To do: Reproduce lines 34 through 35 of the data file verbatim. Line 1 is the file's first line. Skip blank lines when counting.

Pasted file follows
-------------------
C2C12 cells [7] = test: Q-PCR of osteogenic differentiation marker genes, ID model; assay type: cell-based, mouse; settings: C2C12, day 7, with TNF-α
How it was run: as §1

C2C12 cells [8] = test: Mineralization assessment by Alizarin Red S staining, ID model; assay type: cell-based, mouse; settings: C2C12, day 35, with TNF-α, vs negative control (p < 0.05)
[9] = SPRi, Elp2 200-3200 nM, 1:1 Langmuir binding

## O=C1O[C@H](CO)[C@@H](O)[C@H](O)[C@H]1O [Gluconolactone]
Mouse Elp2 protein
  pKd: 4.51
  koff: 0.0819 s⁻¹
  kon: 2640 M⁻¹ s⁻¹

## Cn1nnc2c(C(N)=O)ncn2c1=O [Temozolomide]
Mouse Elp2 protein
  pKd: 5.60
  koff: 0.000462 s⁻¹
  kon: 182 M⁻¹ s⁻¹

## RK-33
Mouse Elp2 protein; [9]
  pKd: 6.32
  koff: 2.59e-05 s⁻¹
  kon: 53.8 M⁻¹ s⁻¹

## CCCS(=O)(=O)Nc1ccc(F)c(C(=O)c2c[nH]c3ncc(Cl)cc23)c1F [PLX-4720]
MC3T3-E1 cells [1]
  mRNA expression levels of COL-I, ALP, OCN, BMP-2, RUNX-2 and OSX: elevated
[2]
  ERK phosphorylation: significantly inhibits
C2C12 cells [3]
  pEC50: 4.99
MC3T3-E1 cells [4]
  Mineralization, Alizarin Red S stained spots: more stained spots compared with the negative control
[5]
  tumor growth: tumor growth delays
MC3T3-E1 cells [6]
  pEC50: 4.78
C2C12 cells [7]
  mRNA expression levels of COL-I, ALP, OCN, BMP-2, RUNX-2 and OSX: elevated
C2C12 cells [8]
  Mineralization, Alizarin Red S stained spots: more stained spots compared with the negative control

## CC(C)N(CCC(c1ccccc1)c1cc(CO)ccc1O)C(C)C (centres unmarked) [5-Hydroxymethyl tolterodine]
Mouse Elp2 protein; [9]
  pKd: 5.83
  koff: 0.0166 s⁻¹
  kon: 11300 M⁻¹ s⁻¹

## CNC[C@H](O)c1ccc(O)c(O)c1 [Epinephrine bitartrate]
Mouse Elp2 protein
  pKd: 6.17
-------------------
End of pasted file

  mRNA expression levels of COL-I, ALP, OCN, BMP-2, RUNX-2 and OSX: elevated
C2C12 cells [8]